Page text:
Summer has ended, and we’re gearing up for a new retreat season. This weekend, we welcome our friends from the Diocese of La Crosse’s Deacon Formation Program and Lay Formation Institute. We also welcome a group of youthful Confirmation candidates from the Catholic parishes in Blenker, Hewitt, and Auburndale. Welcome, all! The house will be packed to the gills – so much joy and learning for all!!
As the retreat season gears up, the life of our community murmurs on with reassuring constancy. Tracy made a batch of corn bread over the holiday weekend and left a note on it inviting all to help ourselves to “yummy cornbread.” Never were truer words spoken (or written, as the case may be): that cornbread was yummy, indeed. Thank you, Tracy!
We’ve also been enjoying the bread that Jain baked to share with all. Thank you, Jain!
Fr. Bob has returned safely from his travels to visit friends. Welcome home, Fr. Bob!
Just Bob has begun the process of replacing the grass in our marshy front yard with native wetlands species. Thank you, Just Bob, for helping to make our home more beautiful and more ecologically healthy!
Marge continues her breaker-box-identification-and-labeling project. What greatly needed work this is! Thank you, Marge! Once Marge has finished making her maps and labels, we’ll be able – for the first time in anyone’s memory – to restore power quickly and confidently to any given circuit that has tripped. Currently, our search for the occasional tripped breaker is an adventure of epic proportions: just one of the joys of living in a house in which electricity was installed after the fact. Records kept on file at the Marathon County Historical Society in Wausau suggest that our house was not plugged in to the conventional power grid until at least 1938, but records kept by my predecessor, an anonymous and most eloquent Brother Chronicler, make it quite clear that certain parts of the house, at least, were served by electricity in 1931. Dear Brother Chronicler tells a tale of several brothers who inadvertently knocked down the power lines running from the house to the barn in October of 1931. This mishap occurred when the good friars decided to move the tower that once supported their water tank from the side of the barn to the river bank, where it would serve as a support for their newly built windmill. It seems that, in their enthusiasm for carrying an entire tower several hundred yards from barn to riverbank, the brothers all forgot about those pesky power lines. According to Brother Chronicler, a few of the brothers involved in this incident reported feeling a slight shock or tingle when said tower made its unceremonious contact with said power lines. Brother Chronicler also tells of the power failing midway through a concert in the spring of 1931, leaving the concert hall (currently St. Anthony’s bookstore) in darkness. Our current community members have put our heads together to ponder the discrepancy in historical records: one which indicates that no electricity was available here in 1931, and one which indicates that electricity was clearly available here in 1931. We’ve concluded that the Capuchins must have had a generator and battery system to power the house before they joined the conventional grid in 1938 ish. I will continue searching for House Chronicles and combing through them for evidence of the day when St. Anthony’s joined the power grid in Marathon. What a worthy adventure it is to explore the history of this house!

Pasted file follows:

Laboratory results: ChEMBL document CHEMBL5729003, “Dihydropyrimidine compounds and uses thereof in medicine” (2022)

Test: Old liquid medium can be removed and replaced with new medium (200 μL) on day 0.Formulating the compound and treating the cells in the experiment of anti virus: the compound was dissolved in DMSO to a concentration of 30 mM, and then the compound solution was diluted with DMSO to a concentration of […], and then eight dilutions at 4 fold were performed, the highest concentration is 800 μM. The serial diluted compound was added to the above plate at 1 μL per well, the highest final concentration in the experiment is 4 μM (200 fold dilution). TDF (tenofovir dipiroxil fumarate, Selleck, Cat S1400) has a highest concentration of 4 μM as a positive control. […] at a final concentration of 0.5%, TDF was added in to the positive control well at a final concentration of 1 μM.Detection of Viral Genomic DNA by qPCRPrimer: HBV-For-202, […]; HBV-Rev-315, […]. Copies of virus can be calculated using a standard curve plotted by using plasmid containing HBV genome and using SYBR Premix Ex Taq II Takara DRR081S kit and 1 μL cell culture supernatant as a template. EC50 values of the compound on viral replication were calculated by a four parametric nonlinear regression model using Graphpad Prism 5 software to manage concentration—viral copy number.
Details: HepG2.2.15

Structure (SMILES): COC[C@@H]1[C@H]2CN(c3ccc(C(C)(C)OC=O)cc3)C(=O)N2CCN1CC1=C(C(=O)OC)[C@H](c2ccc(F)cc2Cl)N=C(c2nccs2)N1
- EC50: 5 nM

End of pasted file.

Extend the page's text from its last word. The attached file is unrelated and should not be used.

Our autumn flowers are in glorious bloom, and our early 20th-century air conditioning (strategic opening and closing of windows, transoms, and interior doors) is working marvelously well during these cool days and chill nights. The sparkling-ness of blue sky pops magnificently against white clouds and green leaves concealing a hint of red-yellow-orange. Chipmunks dart covertly close to the exterior doors, hoping to sneak inside for the winter. Hummingbirds pay the occasional visit to the feeder, but have clearly begun to seek warmer climes. The Earth and all of its creatures are cloaked in loveliness, even when preparing for the dying-ness of winter.